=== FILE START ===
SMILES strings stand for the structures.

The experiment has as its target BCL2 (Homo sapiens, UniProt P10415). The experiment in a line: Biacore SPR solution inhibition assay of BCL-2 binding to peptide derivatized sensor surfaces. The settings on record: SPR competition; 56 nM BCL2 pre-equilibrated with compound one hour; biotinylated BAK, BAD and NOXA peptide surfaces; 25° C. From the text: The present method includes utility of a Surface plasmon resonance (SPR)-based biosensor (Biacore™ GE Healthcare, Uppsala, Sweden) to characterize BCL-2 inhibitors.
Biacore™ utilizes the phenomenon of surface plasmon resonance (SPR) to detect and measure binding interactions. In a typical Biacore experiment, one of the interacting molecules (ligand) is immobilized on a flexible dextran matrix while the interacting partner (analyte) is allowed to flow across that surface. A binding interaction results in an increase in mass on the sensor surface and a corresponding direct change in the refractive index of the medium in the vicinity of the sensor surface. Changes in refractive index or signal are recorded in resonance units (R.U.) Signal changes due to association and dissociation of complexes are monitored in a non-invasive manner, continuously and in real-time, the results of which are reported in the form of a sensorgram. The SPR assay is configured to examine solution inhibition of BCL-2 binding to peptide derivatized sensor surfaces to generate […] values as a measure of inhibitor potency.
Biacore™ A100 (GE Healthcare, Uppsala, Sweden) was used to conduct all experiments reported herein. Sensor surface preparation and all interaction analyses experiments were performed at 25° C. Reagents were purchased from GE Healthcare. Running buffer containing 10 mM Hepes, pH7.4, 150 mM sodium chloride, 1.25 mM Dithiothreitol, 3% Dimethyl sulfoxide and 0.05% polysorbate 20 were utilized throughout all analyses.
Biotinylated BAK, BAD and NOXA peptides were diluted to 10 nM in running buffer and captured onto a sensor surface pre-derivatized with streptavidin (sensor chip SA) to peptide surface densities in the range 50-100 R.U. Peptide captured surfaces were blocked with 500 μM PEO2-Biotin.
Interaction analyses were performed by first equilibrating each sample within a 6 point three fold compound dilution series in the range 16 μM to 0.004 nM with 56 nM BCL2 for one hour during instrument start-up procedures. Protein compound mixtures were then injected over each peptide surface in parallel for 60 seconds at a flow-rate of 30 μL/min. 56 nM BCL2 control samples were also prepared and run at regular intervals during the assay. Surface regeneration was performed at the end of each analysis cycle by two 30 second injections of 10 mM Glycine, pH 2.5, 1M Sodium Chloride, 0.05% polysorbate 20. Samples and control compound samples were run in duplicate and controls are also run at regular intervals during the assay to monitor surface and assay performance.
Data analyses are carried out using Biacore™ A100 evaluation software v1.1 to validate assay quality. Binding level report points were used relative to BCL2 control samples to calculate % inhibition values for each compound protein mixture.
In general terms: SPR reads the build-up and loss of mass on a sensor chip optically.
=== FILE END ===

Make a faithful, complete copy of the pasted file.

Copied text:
SMILES strings stand for the structures.

The experiment has as its target BCL2 (Homo sapiens, UniProt P10415). The experiment in a line: Biacore SPR solution inhibition assay of BCL-2 binding to peptide derivatized sensor surfaces. The settings on record: SPR competition; 56 nM BCL2 pre-equilibrated with compound one hour; biotinylated BAK, BAD and NOXA peptide surfaces; 25° C. From the text: The present method includes utility of a Surface plasmon resonance (SPR)-based biosensor (Biacore™ GE Healthcare, Uppsala, Sweden) to characterize BCL-2 inhibitors.
Biacore™ utilizes the phenomenon of surface plasmon resonance (SPR) to detect and measure binding interactions. In a typical Biacore experiment, one of the interacting molecules (ligand) is immobilized on a flexible dextran matrix while the interacting partner (analyte) is allowed to flow across that surface. A binding interaction results in an increase in mass on the sensor surface and a corresponding direct change in the refractive index of the medium in the vicinity of the sensor surface. Changes in refractive index or signal are recorded in resonance units (R.U.) Signal changes due to association and dissociation of complexes are monitored in a non-invasive manner, continuously and in real-time, the results of which are reported in the form of a sensorgram. The SPR assay is configured to examine solution inhibition of BCL-2 binding to peptide derivatized sensor surfaces to generate […] values as a measure of inhibitor potency.
Biacore™ A100 (GE Healthcare, Uppsala, Sweden) was used to conduct all experiments reported herein. Sensor surface preparation and all interaction analyses experiments were performed at 25° C. Reagents were purchased from GE Healthcare. Running buffer containing 10 mM Hepes, pH7.4, 150 mM sodium chloride, 1.25 mM Dithiothreitol, 3% Dimethyl sulfoxide and 0.05% polysorbate 20 were utilized throughout all analyses.
Biotinylated BAK, BAD and NOXA peptides were diluted to 10 nM in running buffer and captured onto a sensor surface pre-derivatized with streptavidin (sensor chip SA) to peptide surface densities in the range 50-100 R.U. Peptide captured surfaces were blocked with 500 μM PEO2-Biotin.
Interaction analyses were performed by first equilibrating each sample within a 6 point three fold compound dilution series in the range 16 μM to 0.004 nM with 56 nM BCL2 for one hour during instrument start-up procedures. Protein compound mixtures were then injected over each peptide surface in parallel for 60 seconds at a flow-rate of 30 μL/min. 56 nM BCL2 control samples were also prepared and run at regular intervals during the assay. Surface regeneration was performed at the end of each analysis cycle by two 30 second injections of 10 mM Glycine, pH 2.5, 1M Sodium Chloride, 0.05% polysorbate 20. Samples and control compound samples were run in duplicate and controls are also run at regular intervals during the assay to monitor surface and assay performance.
Data analyses are carried out using Biacore™ A100 evaluation software v1.1 to validate assay quality. Binding level report points were used relative to BCL2 control samples to calculate % inhibition values for each compound protein mixture.
In general terms: SPR reads the build-up and loss of mass on a sensor chip optically.